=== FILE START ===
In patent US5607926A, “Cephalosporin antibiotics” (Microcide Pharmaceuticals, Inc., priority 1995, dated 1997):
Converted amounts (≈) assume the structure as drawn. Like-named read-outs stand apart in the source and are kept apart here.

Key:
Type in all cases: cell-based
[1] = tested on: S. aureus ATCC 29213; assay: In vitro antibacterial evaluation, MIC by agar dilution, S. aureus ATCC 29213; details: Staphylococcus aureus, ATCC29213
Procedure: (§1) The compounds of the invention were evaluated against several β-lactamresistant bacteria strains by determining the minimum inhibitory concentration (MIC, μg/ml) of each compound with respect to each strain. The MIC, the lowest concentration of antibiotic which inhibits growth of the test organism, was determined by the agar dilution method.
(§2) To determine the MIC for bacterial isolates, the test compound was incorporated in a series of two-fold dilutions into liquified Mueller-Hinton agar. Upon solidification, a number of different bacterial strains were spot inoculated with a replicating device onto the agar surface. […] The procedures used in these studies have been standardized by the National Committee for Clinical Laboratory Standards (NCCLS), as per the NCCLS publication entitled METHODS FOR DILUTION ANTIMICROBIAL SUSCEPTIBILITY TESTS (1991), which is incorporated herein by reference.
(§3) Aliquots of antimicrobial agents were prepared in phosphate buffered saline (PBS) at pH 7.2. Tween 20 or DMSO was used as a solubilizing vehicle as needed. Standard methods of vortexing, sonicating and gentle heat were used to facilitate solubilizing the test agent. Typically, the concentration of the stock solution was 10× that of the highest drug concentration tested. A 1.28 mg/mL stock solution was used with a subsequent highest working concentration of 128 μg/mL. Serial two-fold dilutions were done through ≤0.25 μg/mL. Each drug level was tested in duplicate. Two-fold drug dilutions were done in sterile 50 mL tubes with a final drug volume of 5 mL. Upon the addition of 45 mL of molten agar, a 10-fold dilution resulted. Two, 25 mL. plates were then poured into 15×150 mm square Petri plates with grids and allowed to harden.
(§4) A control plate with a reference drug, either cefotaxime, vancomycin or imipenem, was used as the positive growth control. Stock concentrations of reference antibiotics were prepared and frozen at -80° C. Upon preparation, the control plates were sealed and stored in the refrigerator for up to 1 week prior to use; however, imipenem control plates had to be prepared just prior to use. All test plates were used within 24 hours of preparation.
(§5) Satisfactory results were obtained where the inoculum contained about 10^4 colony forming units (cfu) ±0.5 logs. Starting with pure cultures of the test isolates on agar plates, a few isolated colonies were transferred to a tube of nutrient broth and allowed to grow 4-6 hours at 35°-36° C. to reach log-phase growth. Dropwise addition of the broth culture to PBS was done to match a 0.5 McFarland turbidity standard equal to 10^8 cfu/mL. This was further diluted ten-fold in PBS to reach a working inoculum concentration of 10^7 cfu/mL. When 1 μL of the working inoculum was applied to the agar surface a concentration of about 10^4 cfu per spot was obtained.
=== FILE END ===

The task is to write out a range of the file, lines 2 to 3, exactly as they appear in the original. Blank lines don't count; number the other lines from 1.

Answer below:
Converted amounts (≈) assume the structure as drawn. Like-named read-outs stand apart in the source and are kept apart here.

Key: